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Are intoxication apps new wave or junk science?

Over the last several years, the American public has seen a boom in the technological advancement and use of the app. In fact, there are apps designed to track your movement, count your calories and most recently, predict your blood alcohol concentration. As younger crowds celebrate with a drink in one hand and their cellphone in the other, these intoxication or "drunk" apps may be the new safety wave of the future, if they work.

Intoxication apps for cell phones and other mobile devices, attempt to predict your blood-alcohol concentration through information provided by the user. These apps usually request user information like body weight and gender and then factor in the amount of alcohol consumed over a specific period of time. While this may seem like a reasonable formula when determining BAC, many intoxication apps do not request the user's height or age, which are generally accepted anthropometric values in determining blood alcohol concentration levels.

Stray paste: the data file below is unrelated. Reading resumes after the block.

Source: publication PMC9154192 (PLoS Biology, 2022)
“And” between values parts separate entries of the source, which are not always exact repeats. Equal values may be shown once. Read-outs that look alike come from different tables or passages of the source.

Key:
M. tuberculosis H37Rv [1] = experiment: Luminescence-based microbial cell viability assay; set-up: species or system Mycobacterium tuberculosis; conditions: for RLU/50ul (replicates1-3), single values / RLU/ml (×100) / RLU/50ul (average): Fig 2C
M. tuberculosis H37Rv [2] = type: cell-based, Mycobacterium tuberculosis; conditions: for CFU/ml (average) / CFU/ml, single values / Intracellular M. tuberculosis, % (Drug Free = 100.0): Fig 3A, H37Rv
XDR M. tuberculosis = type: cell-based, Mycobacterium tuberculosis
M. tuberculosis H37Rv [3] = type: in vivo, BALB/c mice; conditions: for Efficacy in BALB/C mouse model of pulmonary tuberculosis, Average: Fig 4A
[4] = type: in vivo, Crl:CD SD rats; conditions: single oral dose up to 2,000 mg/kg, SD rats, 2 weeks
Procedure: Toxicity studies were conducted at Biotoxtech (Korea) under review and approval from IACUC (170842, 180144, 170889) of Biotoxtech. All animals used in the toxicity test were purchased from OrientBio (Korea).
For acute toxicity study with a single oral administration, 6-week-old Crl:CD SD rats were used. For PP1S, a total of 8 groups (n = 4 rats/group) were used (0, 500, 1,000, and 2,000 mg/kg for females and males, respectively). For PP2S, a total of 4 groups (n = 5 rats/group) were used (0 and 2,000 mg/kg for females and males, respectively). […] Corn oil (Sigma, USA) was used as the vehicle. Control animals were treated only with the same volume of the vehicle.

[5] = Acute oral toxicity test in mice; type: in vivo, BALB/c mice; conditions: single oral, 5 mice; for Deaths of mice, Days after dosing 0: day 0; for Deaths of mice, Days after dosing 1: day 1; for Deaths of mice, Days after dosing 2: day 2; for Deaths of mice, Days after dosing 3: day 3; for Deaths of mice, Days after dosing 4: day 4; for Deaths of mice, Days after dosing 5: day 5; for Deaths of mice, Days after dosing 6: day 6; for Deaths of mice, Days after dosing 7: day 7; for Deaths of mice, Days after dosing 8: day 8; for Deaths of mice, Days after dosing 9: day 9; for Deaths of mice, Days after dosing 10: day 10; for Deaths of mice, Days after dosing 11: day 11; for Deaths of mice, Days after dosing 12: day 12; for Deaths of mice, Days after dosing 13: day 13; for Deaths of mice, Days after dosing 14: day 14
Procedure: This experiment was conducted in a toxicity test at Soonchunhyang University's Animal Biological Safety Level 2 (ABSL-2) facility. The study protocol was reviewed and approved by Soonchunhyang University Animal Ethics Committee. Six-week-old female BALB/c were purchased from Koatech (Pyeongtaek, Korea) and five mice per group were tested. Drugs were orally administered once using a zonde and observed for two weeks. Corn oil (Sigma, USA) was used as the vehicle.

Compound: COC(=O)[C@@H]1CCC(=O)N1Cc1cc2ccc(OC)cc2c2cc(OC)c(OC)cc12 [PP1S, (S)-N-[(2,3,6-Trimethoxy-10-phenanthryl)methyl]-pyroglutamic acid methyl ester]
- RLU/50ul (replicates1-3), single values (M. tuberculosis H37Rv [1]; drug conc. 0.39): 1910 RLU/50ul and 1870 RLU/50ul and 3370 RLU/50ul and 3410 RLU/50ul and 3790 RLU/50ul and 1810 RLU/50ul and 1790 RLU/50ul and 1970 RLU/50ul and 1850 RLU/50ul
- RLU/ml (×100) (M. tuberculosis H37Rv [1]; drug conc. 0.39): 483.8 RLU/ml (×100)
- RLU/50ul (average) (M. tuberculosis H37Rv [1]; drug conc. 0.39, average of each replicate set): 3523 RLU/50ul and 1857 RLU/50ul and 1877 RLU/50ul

Considering that these intoxication apps do not take into account all factors when determining BAC, they may be quite a bit less reliable than a traditional Breathalyzer or blood test. These apps may be able to communicate the base principles behind intoxication, but may fall short when calculating specific values related to their user.

Although these apps may be able to provide a rough estimate of intoxication, without taking into consideration all the elements of a traditional anthropometric calculation, receiving an accurate value may be difficult. Individuals that depend on these apps to help avoid driving drunk may want to stay informed of the apps limitations in the event they are charged with a DUI. Speaking to a DUI defense attorney may also be beneficial to those that have received a DUI.

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